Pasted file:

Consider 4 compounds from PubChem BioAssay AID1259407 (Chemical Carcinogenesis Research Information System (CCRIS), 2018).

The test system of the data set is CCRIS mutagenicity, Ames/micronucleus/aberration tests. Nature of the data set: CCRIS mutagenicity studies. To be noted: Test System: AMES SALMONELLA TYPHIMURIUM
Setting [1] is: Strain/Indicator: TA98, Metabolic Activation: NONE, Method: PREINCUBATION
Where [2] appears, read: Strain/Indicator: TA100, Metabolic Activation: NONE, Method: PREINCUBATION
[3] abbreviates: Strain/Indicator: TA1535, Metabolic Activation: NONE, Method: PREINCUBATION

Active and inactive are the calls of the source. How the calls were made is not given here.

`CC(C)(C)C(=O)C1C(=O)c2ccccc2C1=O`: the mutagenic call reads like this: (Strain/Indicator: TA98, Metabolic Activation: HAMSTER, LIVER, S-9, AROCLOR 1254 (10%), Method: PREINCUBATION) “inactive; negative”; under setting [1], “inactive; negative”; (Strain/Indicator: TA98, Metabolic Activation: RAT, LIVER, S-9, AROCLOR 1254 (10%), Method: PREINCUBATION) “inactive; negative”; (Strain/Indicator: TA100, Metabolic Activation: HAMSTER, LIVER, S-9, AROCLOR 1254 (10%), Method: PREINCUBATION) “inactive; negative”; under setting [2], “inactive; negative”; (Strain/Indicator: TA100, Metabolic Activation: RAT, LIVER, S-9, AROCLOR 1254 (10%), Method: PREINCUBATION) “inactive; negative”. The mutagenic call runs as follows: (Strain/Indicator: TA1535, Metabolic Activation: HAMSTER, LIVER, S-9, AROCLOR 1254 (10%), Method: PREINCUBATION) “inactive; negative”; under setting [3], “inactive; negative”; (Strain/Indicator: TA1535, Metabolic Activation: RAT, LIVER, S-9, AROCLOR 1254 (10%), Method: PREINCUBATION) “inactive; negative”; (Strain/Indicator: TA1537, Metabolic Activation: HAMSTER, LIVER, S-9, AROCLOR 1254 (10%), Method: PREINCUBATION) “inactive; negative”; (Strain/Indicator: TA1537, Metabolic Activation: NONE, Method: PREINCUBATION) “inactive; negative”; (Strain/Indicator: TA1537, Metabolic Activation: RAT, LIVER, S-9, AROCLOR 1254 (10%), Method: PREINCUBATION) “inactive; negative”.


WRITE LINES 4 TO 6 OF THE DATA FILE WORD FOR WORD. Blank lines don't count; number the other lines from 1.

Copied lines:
Where [2] appears, read: Strain/Indicator: TA100, Metabolic Activation: NONE, Method: PREINCUBATION
[3] abbreviates: Strain/Indicator: TA1535, Metabolic Activation: NONE, Method: PREINCUBATION

Active and inactive are the calls of the source. How the calls were made is not given here.